|Hill Top Farm in winter|
She wore skirts and jackets made from Herdwick wool and would visit her tenants with an old sack over her shoulders to keep out the rain. No walking boots or wellies; clogs would be the standard footwear.
|Clogs by the spinning wheel at Hill Top|
|Cath, centre, wearing long skirt and jacket of Herdwick wool helping to plant the Beatrix Potter rose (not in winter!)|
There are tales of her helping to dig sheep out from snow drifts. Herdwick sheep have been known to survive for weeks buried in drifts, nibbling their own fleeces for nourishment. These are luckier.
|Winter snack bar|
Cattle aren't brought in to keep them nice and warm; as ruminants sheep and cattle have their own built in central heating provided by their digestive system. However, trampling hooves on wet ground soon reduce it to a muddy mess which won't grow grass for a long time.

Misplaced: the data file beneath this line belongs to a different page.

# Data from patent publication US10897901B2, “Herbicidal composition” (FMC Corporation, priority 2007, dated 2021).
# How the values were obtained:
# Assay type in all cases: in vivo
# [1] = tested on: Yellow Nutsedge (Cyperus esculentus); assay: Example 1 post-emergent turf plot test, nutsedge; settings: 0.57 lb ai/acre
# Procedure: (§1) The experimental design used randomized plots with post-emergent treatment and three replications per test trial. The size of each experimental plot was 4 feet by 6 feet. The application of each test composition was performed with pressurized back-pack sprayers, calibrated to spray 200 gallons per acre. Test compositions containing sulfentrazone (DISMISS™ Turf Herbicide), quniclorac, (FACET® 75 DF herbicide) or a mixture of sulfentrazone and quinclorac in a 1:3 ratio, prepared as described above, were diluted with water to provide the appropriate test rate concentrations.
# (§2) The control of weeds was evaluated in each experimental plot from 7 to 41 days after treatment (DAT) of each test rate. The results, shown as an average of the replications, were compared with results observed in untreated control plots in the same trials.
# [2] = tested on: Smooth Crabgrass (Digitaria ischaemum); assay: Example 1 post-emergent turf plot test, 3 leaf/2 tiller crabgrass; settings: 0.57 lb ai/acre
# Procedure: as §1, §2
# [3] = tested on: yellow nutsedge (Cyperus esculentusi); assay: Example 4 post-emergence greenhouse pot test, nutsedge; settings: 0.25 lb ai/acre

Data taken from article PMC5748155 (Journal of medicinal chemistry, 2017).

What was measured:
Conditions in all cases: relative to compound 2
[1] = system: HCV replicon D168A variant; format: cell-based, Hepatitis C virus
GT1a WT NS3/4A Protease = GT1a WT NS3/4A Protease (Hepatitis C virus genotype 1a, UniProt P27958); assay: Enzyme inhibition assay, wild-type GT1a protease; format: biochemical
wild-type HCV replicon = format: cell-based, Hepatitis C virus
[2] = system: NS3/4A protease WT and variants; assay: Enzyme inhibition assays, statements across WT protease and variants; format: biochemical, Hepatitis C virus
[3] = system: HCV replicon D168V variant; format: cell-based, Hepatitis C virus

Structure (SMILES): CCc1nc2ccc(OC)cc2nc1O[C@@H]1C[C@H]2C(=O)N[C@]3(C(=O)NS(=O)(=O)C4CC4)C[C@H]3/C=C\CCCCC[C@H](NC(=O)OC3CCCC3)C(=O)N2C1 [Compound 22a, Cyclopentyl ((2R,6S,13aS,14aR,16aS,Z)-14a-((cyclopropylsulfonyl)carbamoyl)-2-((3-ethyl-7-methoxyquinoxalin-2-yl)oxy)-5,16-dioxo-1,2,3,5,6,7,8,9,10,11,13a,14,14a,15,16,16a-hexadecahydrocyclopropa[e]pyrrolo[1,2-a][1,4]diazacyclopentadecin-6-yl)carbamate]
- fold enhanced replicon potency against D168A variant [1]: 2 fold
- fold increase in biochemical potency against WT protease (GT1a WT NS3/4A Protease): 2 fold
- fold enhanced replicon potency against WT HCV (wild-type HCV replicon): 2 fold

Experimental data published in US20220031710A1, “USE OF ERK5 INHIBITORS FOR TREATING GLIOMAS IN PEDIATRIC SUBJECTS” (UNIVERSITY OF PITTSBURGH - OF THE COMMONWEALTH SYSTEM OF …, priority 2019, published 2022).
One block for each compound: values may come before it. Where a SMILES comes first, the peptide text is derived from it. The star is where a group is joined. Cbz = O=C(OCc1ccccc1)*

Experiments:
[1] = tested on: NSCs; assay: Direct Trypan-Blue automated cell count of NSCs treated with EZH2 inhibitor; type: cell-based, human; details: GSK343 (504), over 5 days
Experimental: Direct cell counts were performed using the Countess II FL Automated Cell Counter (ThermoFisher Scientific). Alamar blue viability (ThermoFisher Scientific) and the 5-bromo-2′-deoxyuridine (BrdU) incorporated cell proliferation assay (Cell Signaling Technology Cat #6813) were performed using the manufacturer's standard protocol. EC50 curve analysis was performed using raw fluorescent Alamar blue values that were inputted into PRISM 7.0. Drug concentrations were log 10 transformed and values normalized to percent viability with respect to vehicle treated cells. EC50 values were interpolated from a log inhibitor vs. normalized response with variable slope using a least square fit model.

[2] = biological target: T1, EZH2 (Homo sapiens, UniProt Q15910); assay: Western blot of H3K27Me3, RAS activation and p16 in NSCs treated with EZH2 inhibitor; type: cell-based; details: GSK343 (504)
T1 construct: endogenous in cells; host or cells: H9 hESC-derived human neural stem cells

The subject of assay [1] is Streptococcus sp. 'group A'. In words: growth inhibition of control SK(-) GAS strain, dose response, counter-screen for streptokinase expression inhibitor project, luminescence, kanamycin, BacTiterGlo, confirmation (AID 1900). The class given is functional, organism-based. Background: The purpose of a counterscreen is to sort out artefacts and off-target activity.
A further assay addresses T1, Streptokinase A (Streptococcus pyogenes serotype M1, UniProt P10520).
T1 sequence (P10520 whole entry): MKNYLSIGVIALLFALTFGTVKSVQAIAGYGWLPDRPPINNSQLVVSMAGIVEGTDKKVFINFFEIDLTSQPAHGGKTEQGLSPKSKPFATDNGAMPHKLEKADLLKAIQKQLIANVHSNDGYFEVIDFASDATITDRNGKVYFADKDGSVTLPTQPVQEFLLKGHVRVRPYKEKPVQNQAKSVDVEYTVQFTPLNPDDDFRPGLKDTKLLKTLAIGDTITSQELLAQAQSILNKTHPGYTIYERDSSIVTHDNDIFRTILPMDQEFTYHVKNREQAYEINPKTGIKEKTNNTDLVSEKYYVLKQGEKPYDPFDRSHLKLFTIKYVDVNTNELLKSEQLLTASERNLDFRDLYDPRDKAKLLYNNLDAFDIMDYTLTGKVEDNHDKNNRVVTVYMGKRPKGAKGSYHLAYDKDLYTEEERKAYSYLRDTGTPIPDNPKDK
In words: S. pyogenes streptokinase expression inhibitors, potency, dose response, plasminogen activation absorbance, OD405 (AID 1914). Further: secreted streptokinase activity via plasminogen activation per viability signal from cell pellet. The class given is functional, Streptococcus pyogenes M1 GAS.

|Breakfast cereal? (mentioning no names)|
Edwardian farm wear was based on natural fibres and women would wear long skirts.
|From BBC Edwardian Farm series - more pics on their website|
Now farmers have a wide choice of materials designed to keep out wind, rain and snow.
|What the well-dressed farmer wears to work|
|Paul models Ranger gear|
Even dogs have their own walking boots!
|Sam modelling boot on sore paw whilst waiting for a walk|